Excerpt from this article:
One of the tragic ironies of the digital age is this: Despite the fact that low-income Americans have experienced a long history of disproportionate surveillance, their unique privacy and security concerns are rarely visible in Washington and Silicon Valley. As my colleague Michele Gilman has noted, the poor often bear the burden of both ends of the spectrum of privacy harms; they are subjected to greater suspicion and monitoring when they apply for government benefits and live in heavily policed neighborhoods, but they can also lose out on education and job opportunities when their online profiles and employment histories aren’t visible (or curated) enough.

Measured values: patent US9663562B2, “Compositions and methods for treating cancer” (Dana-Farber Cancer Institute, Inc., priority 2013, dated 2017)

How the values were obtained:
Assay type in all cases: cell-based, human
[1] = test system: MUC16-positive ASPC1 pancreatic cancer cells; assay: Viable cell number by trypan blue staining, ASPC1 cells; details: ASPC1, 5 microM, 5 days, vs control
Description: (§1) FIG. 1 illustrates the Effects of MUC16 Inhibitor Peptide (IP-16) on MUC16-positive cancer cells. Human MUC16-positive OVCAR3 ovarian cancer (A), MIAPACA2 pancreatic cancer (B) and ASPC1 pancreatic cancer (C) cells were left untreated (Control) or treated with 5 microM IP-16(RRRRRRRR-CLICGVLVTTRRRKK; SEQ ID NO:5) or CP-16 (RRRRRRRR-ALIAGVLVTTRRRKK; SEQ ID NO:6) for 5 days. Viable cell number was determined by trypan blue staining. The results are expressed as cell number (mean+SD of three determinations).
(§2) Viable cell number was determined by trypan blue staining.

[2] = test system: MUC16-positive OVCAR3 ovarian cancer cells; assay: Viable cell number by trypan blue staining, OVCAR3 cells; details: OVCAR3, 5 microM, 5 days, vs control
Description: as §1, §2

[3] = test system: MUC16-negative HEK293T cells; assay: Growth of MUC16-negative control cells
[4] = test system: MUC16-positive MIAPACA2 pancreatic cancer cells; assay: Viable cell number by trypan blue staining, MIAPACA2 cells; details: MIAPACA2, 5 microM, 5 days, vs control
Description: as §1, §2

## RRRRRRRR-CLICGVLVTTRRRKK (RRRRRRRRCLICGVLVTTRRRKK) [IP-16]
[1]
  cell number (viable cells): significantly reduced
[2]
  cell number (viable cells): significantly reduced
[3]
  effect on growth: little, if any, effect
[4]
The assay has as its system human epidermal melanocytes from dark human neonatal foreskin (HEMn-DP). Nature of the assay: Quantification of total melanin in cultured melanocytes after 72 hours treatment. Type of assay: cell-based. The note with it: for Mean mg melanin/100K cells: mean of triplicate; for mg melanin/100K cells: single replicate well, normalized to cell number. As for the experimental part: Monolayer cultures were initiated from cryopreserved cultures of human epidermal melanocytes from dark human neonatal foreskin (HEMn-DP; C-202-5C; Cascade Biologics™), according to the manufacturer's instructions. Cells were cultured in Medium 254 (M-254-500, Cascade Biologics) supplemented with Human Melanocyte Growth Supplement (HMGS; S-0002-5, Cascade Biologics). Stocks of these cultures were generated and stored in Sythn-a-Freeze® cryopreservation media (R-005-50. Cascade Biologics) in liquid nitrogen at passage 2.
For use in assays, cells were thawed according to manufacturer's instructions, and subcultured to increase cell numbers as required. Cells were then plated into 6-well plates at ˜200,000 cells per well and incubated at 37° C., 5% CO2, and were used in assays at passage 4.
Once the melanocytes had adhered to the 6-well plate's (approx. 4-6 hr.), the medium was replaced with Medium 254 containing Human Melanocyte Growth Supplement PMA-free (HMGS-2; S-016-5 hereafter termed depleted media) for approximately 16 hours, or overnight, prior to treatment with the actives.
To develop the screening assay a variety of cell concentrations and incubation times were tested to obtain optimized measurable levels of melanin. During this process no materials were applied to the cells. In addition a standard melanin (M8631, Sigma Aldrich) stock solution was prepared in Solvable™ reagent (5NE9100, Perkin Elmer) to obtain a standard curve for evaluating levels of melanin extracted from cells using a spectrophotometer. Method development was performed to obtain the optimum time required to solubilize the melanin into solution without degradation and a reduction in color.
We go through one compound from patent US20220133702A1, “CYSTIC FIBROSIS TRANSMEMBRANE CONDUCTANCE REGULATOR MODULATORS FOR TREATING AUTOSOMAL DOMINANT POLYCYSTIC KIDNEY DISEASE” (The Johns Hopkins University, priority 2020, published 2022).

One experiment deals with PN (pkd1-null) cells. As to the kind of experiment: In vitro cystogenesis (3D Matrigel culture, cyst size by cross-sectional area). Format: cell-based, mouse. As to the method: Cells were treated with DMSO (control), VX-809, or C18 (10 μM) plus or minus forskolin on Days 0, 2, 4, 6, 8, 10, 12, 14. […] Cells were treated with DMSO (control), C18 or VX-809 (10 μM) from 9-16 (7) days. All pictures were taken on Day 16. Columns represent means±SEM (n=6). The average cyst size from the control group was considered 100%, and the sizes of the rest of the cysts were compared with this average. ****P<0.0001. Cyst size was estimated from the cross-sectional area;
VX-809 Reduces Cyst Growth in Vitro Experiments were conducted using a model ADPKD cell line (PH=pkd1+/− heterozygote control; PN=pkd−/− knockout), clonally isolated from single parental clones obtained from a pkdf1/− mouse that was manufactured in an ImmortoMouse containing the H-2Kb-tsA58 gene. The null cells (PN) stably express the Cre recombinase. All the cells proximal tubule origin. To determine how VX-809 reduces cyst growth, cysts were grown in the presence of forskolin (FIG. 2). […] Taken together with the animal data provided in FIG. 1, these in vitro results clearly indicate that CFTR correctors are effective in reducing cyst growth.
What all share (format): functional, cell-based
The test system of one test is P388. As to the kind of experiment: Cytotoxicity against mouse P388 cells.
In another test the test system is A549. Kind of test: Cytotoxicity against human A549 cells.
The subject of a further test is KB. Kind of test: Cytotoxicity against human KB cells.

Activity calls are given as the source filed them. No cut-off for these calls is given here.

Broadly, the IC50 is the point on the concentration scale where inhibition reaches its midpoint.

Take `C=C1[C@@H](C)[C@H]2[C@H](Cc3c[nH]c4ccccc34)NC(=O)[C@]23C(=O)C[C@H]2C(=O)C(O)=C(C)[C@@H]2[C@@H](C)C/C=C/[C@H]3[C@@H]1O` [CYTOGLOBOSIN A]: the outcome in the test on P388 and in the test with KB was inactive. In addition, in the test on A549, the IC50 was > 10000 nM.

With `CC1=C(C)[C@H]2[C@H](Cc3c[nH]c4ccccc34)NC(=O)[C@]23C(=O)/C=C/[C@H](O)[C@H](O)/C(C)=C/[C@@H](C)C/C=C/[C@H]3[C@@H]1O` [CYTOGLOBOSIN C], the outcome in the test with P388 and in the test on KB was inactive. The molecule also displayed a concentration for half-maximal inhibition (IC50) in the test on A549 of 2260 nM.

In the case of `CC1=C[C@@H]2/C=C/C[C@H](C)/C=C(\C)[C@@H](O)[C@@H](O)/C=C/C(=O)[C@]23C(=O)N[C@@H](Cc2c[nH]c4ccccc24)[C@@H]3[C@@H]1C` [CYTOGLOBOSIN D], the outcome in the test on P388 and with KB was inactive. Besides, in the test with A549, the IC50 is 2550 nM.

We found that not only are low-income Americans more concerned than their wealthier counterparts about losing control over how their information is collected or being used, but they’re also more worried about being harassed online or having their financial information stolen. And while societal fears about data breaches are widespread, identity theft poses a much heavier burden for people living on the margins.